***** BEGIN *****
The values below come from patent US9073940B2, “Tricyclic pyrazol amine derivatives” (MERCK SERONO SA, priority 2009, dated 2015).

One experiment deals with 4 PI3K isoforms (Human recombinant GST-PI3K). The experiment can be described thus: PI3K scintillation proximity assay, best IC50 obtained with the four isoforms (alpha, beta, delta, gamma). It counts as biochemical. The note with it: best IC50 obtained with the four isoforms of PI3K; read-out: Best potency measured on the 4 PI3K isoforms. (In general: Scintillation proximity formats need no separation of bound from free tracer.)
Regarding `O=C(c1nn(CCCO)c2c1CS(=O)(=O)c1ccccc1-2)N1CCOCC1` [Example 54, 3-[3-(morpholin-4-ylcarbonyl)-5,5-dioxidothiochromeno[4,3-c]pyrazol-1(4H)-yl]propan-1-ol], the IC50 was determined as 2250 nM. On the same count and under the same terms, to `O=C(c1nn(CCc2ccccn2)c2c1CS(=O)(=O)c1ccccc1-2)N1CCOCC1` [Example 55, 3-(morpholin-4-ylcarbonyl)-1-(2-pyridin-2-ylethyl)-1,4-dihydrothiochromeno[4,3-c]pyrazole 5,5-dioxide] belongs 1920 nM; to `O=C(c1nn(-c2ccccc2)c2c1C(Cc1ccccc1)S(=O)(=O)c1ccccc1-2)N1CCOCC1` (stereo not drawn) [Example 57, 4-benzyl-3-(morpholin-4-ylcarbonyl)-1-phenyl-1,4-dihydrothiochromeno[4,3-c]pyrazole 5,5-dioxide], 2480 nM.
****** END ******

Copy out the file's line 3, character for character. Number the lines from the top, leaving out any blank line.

Regarding `O=C(c1nn(CCCO)c2c1CS(=O)(=O)c1ccccc1-2)N1CCOCC1` [Example 54, 3-[3-(morpholin-4-ylcarbonyl)-5,5-dioxidothiochromeno[4,3-c]pyrazol-1(4H)-yl]propan-1-ol], the IC50 was determined as 2250 nM. On the same count and under the same terms, to `O=C(c1nn(CCc2ccccn2)c2c1CS(=O)(=O)c1ccccc1-2)N1CCOCC1` [Example 55, 3-(morpholin-4-ylcarbonyl)-1-(2-pyridin-2-ylethyl)-1,4-dihydrothiochromeno[4,3-c]pyrazole 5,5-dioxide] belongs 1920 nM; to `O=C(c1nn(-c2ccccc2)c2c1C(Cc1ccccc1)S(=O)(=O)c1ccccc1-2)N1CCOCC1` (stereo not drawn) [Example 57, 4-benzyl-3-(morpholin-4-ylcarbonyl)-1-phenyl-1,4-dihydrothiochromeno[4,3-c]pyrazole 5,5-dioxide], 2480 nM.